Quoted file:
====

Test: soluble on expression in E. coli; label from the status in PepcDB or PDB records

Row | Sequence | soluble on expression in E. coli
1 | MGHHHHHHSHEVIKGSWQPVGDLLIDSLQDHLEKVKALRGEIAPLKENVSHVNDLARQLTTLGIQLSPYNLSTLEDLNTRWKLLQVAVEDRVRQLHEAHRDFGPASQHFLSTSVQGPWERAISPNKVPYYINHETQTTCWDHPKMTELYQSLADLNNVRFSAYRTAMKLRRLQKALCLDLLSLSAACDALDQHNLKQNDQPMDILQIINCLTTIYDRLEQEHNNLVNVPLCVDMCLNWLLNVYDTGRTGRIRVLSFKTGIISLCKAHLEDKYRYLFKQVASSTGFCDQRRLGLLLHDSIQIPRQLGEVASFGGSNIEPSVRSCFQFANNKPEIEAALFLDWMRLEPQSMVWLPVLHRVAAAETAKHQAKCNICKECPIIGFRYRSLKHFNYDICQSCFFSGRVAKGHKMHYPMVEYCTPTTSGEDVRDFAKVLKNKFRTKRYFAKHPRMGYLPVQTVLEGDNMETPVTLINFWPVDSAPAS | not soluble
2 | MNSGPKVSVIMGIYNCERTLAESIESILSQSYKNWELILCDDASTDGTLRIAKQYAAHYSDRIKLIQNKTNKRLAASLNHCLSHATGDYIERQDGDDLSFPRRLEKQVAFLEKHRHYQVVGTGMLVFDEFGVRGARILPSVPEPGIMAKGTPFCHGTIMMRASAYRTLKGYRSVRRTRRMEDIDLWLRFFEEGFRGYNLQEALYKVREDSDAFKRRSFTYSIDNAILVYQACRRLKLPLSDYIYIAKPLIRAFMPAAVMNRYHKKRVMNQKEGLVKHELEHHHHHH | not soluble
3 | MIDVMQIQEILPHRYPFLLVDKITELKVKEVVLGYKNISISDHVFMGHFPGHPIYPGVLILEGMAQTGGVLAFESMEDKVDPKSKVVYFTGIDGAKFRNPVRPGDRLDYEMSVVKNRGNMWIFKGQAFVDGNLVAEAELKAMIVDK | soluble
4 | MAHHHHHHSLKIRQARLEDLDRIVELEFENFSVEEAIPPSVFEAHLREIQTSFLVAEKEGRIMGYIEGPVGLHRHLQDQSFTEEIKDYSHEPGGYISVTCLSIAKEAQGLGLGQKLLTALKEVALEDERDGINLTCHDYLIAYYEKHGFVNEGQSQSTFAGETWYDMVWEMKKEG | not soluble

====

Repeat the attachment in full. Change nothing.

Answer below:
Test: soluble on expression in E. coli; label from the status in PepcDB or PDB records

Row | Sequence | soluble on expression in E. coli
1 | MGHHHHHHSHEVIKGSWQPVGDLLIDSLQDHLEKVKALRGEIAPLKENVSHVNDLARQLTTLGIQLSPYNLSTLEDLNTRWKLLQVAVEDRVRQLHEAHRDFGPASQHFLSTSVQGPWERAISPNKVPYYINHETQTTCWDHPKMTELYQSLADLNNVRFSAYRTAMKLRRLQKALCLDLLSLSAACDALDQHNLKQNDQPMDILQIINCLTTIYDRLEQEHNNLVNVPLCVDMCLNWLLNVYDTGRTGRIRVLSFKTGIISLCKAHLEDKYRYLFKQVASSTGFCDQRRLGLLLHDSIQIPRQLGEVASFGGSNIEPSVRSCFQFANNKPEIEAALFLDWMRLEPQSMVWLPVLHRVAAAETAKHQAKCNICKECPIIGFRYRSLKHFNYDICQSCFFSGRVAKGHKMHYPMVEYCTPTTSGEDVRDFAKVLKNKFRTKRYFAKHPRMGYLPVQTVLEGDNMETPVTLINFWPVDSAPAS | not soluble
2 | MNSGPKVSVIMGIYNCERTLAESIESILSQSYKNWELILCDDASTDGTLRIAKQYAAHYSDRIKLIQNKTNKRLAASLNHCLSHATGDYIERQDGDDLSFPRRLEKQVAFLEKHRHYQVVGTGMLVFDEFGVRGARILPSVPEPGIMAKGTPFCHGTIMMRASAYRTLKGYRSVRRTRRMEDIDLWLRFFEEGFRGYNLQEALYKVREDSDAFKRRSFTYSIDNAILVYQACRRLKLPLSDYIYIAKPLIRAFMPAAVMNRYHKKRVMNQKEGLVKHELEHHHHHH | not soluble
3 | MIDVMQIQEILPHRYPFLLVDKITELKVKEVVLGYKNISISDHVFMGHFPGHPIYPGVLILEGMAQTGGVLAFESMEDKVDPKSKVVYFTGIDGAKFRNPVRPGDRLDYEMSVVKNRGNMWIFKGQAFVDGNLVAEAELKAMIVDK | soluble
4 | MAHHHHHHSLKIRQARLEDLDRIVELEFENFSVEEAIPPSVFEAHLREIQTSFLVAEKEGRIMGYIEGPVGLHRHLQDQSFTEEIKDYSHEPGGYISVTCLSIAKEAQGLGLGQKLLTALKEVALEDERDGINLTCHDYLIAYYEKHGFVNEGQSQSTFAGETWYDMVWEMKKEG | not soluble